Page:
we ask, that Lord B. is so nettled at his being designated by
the name of one, whom yet he considers so noble and glo-
rious ? Why does he complain of being reckoned a disciple
of the sect, party, school, or religion, of Satan, in whose
defence he argues with vehemence, and in whose praise he
enlarges to excess? How is this contradiction to be ex-
plained ? Has Mr. Hobhouse no.“ Illustrations” for us on this
point? Can he pot pick in another “ spear's head,” where-
with to cleave the palpable obscure of his friend's lacubra.
tions ; Cum tacet, clamat. What then is the result? In
the first place, Lord Byron, without any shadow of pro-
vocation, for many years together pursues Mr. Southey with
the malignity of a common lampooner for hire, and at length,
upon occasion of some general remarks upon the tendency of

VOL, XVII. MAY, 1822.

writings of a certain description, he bursts out into an uncovernable fit of passion; forgets the manners and language of a gentleman; and all this ostensibly on accoupt of impatations, every one of which this same irascible Peer, in a work directly following in the same volume, not only realizes and appro. priates, but justifies also, with the addition of a thousand aggravations of time and place a thousand times multiplied.

It is this latter work which now finally demands our potice; and we hope we shall not seem to our readers to give an uadue importance to it, wben we set ourselves formally to expose the shallow sophistry, the gross ignorance, and the scandalous falsehoods contained in it. There are undoubtedly some wretched creatures, whose vulgar and disgusting slans ders it is wise to pass by in silence; who are themselves beyond the reach of argument, and to whose debased understandings and affections the obligations of truth and morality are unintelligible terms. But Lord B., though we can hardly flatter ourselves that he will listen to argument, is yet certainly of a diferent class from these. It may perhaps be safe to despise Lady Morgan, Leigh Hunt, and Hazlitt, but the arch-offender' must be answered as well as despised. His atrocities come in that questionable shape, that if we were stedfastly to refuse, he might peradventure vaynt that we were unable to answer them. "We sball not analyse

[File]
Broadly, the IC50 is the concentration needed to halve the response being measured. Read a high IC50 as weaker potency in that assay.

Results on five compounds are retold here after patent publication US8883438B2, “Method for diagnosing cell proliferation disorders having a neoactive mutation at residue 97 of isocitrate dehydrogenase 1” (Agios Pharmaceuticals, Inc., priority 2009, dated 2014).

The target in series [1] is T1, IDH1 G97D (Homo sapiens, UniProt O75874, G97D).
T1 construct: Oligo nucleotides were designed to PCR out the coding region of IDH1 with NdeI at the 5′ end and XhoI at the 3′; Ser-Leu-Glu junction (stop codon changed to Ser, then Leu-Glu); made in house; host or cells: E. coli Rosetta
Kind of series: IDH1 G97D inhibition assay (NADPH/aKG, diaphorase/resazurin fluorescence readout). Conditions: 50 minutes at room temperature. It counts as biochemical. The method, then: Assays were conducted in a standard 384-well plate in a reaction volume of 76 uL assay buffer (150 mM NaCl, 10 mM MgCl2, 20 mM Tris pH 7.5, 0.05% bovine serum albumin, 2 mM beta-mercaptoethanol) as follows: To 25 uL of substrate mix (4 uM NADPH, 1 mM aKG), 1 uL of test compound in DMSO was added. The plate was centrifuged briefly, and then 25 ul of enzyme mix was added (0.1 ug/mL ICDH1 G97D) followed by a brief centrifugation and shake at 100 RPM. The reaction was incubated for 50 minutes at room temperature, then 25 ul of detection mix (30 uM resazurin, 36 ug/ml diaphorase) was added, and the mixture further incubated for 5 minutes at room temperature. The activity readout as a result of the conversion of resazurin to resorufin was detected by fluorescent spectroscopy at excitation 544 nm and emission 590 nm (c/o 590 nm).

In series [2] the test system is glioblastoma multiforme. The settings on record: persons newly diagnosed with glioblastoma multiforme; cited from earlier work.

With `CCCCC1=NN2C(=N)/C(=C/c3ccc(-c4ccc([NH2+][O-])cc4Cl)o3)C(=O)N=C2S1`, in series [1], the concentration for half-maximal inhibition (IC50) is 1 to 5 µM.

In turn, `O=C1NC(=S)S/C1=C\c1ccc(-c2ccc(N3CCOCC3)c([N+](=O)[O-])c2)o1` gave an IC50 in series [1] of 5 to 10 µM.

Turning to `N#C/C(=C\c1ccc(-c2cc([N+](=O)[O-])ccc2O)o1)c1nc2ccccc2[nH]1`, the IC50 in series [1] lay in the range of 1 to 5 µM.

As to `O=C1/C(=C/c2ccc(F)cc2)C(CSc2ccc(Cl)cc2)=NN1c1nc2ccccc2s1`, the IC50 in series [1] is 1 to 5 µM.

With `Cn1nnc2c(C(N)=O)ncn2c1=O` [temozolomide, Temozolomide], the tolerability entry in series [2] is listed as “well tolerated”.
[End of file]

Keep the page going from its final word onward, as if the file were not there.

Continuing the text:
Cain,” that has been done in Chancery; neither shall we comment upon the sheer nonsense of many parts of it; with our good leave the nonsense may be nonsense still, and at all events absurdity may well escape reprobation, where it is preceded and followed by blasphemy and profaneness. But there are one or two confident'assertions respecting important doctrines of Scripture made by the author of “ Cain," which as they are utterly false, we shall spend a little time in telling him so, and in demonstrating to the world either his excessive ignorance or bis excessive impudence.

Lord B. in his Preface enounces the following discovery:

" The reader will recollect that the book of Genesis does not state that Eve was tempted by a demon, but by the serpent ;' and that only because he was the most subtil of all the beasts of the field. Whatever interpretation the Rabbins and the Fathers may have put upon this, I must take the words as I find them, and reply with Bishop Watson upon similar occasions, when the Fathers were quoted to him as Moderator in the schools of Cambridge, Behold the Book !'-holding up the Scripture."

We beseech his Lordship to compose himself ; we will not quote the Rabbins or the Fathers to him ; we will quote no

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thing but the chapter which he quotes himself; we like Bishop Watson's practice, and say with him, “Behold the Book !"

CHAP. III. “ Now the serpent was more subtil than any beast which the Lord God had made. And he said unto the woman, yea, hath God said, ye shall not eat of every tree of the garden? And the woman said unto the serpent, we may eat of the fruit of the trees of the garden : but of the fruit of the tree, which is in the midst of the garden, God hath said, ye shall not eat of it, neither shall ye touch it, lest ye die. And the serpent said unto the woman, yé shall not surely die. For God doth know that in the day yo eat thereof, then your eyes shall be opened, and ye shall be as gods, knowing good and evil.